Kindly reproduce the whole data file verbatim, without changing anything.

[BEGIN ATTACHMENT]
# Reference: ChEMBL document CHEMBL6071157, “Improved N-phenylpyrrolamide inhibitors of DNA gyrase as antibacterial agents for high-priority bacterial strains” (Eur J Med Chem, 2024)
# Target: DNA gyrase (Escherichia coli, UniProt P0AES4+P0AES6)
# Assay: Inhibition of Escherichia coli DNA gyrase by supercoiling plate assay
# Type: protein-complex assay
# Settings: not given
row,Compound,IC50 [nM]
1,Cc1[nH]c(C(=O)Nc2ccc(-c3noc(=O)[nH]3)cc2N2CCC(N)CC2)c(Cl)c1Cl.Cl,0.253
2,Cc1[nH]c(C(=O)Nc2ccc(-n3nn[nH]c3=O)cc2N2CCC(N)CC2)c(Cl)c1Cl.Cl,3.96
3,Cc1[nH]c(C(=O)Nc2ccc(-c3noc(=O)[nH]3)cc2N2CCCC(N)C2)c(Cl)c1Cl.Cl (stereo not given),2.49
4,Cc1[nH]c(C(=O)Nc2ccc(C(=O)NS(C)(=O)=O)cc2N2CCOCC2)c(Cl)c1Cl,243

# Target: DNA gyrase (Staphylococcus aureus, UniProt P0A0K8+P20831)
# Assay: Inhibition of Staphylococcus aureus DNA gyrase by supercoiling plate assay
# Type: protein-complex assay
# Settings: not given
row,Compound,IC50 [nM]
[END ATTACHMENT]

# Reference: ChEMBL document CHEMBL6071157, “Improved N-phenylpyrrolamide inhibitors of DNA gyrase as antibacterial agents for high-priority bacterial strains” (Eur J Med Chem, 2024)
# Target: DNA gyrase (Escherichia coli, UniProt P0AES4+P0AES6)
# Assay: Inhibition of Escherichia coli DNA gyrase by supercoiling plate assay
# Type: protein-complex assay
# Settings: not given
row,Compound,IC50 [nM]
1,Cc1[nH]c(C(=O)Nc2ccc(-c3noc(=O)[nH]3)cc2N2CCC(N)CC2)c(Cl)c1Cl.Cl,0.253
2,Cc1[nH]c(C(=O)Nc2ccc(-n3nn[nH]c3=O)cc2N2CCC(N)CC2)c(Cl)c1Cl.Cl,3.96
3,Cc1[nH]c(C(=O)Nc2ccc(-c3noc(=O)[nH]3)cc2N2CCCC(N)C2)c(Cl)c1Cl.Cl (stereo not given),2.49
4,Cc1[nH]c(C(=O)Nc2ccc(C(=O)NS(C)(=O)=O)cc2N2CCOCC2)c(Cl)c1Cl,243

# Target: DNA gyrase (Staphylococcus aureus, UniProt P0A0K8+P20831)
# Assay: Inhibition of Staphylococcus aureus DNA gyrase by supercoiling plate assay
# Type: protein-complex assay
# Settings: not given
row,Compound,IC50 [nM]